Community is hard

Ben Hyde talks about a “community tool shed” which is a variation of something I’ve often thought about. He explains why everyone has their own snow blower, lawn mower, weed wacker, etc. and gives hints on how to solve the problem:

One way to solve this problem is to insert a middleman. He can then obscures who paid what. Community activists often fill that role. They keep the secret. If that information got out the whole project would fall apart. If you want to kill a community activity just force the contribution levels of the various participants out into the open!

The use of a middleman is interesting since it is Centralization when the current fad is decentralization. I just discovered Ben Hyde, so the first post of his I read included this:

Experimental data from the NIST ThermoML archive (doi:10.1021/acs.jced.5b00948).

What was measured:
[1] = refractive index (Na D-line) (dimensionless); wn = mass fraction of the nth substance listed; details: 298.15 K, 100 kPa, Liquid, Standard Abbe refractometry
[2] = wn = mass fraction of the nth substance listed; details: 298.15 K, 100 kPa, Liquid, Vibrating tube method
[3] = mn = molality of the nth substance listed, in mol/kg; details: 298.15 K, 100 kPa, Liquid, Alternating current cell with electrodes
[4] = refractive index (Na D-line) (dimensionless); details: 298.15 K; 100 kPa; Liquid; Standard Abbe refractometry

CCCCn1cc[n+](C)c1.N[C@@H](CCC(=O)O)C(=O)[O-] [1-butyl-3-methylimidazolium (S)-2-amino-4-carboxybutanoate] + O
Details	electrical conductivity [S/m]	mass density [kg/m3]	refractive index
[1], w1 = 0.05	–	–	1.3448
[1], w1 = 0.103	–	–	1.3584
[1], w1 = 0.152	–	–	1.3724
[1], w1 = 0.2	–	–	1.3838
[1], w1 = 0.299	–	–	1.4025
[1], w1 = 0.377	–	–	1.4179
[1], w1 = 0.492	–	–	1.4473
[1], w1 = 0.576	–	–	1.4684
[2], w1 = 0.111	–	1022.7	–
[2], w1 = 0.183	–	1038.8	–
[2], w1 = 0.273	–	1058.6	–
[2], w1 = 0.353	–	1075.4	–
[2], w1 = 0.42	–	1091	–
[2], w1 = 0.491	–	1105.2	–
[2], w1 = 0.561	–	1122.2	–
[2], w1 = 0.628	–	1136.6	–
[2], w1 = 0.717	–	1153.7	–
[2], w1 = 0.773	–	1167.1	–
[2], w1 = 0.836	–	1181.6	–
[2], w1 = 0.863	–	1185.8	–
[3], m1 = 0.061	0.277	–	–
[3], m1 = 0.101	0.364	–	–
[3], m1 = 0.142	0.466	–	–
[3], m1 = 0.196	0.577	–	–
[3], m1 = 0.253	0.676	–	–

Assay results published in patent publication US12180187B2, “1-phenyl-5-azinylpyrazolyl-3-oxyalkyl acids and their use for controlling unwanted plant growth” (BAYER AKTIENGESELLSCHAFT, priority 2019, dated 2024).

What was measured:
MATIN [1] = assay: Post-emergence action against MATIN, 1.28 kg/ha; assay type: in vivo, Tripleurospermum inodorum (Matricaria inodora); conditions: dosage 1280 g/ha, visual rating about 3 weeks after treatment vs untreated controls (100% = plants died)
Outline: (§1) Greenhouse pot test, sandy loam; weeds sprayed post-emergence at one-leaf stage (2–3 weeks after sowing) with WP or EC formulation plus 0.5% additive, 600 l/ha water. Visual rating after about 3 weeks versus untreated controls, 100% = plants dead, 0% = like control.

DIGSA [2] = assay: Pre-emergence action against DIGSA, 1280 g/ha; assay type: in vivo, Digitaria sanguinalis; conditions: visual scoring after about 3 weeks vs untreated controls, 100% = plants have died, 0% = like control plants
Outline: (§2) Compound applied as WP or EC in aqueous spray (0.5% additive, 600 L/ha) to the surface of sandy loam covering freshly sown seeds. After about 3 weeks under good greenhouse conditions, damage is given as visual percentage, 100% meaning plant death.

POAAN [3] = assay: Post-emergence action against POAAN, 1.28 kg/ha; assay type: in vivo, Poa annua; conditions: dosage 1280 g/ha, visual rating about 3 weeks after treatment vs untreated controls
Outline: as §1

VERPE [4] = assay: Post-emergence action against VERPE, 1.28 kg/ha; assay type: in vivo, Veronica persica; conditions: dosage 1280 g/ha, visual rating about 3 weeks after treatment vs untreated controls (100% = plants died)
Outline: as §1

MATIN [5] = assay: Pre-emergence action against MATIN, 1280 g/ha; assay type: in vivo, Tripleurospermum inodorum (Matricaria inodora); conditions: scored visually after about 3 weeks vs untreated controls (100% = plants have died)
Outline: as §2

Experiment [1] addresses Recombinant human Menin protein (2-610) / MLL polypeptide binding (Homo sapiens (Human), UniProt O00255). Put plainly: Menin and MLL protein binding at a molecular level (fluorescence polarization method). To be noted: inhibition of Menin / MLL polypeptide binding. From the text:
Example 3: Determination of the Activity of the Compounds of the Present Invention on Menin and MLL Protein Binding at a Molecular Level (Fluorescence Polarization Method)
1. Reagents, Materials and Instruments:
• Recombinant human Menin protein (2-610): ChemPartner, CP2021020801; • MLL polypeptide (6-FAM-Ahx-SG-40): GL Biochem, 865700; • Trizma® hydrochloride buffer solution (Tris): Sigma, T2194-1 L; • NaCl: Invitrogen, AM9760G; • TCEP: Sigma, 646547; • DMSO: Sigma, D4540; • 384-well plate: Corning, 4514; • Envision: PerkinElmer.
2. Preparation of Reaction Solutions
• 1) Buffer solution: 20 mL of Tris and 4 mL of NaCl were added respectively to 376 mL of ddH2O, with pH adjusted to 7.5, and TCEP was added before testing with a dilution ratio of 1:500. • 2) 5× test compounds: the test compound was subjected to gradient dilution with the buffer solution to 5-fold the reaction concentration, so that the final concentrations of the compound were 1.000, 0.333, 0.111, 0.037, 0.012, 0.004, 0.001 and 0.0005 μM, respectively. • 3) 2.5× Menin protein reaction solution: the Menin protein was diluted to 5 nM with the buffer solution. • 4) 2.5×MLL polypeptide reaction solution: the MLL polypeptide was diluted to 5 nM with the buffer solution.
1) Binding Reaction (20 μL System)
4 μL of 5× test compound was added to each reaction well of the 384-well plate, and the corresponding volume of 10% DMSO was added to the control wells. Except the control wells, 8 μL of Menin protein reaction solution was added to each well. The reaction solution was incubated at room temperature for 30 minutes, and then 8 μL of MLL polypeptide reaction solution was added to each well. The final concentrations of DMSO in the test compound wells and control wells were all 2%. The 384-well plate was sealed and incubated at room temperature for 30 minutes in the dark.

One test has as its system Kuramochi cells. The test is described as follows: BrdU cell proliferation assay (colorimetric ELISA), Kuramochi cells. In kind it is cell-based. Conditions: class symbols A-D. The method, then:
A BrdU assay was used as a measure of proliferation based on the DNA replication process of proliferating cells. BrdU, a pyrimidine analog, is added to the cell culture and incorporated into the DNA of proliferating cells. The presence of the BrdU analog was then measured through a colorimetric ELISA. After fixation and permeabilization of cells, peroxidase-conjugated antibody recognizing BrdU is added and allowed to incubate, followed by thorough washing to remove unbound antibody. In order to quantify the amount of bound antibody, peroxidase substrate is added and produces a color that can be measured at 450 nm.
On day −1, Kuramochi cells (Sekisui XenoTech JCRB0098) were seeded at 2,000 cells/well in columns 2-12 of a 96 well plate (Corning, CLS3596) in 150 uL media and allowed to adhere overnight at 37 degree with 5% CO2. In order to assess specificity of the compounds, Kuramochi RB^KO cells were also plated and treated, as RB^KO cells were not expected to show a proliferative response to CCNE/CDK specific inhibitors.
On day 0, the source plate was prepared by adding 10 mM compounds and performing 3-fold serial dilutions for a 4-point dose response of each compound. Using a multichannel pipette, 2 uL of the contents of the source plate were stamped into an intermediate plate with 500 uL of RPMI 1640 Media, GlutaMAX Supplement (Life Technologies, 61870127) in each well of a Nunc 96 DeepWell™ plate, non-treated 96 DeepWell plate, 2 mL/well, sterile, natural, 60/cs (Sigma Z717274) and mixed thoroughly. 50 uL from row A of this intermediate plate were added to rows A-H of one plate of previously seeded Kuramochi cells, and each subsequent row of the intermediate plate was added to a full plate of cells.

It isn’t clear to me exactly how much [C. Peter] Wagner is still tied into the Vineyard moement. I wish I knew because I find him to be a scary character. He’s very, ah, pragmatic: “… we ought to see clearly that the end DOES justify the means. What else possible could justify the means? If the method I am using accomplishes the goal I am aiming at, it is for that reason a good method. If, on the other hand, my method is not accomplishing the goal, how can I be justified in continuing to use it?” (C. Peter Wagner, “Your Church Can Grow – Seven Vital Signs Of A Healthy Church”, 1976, pg. 137. – emphasis in original)

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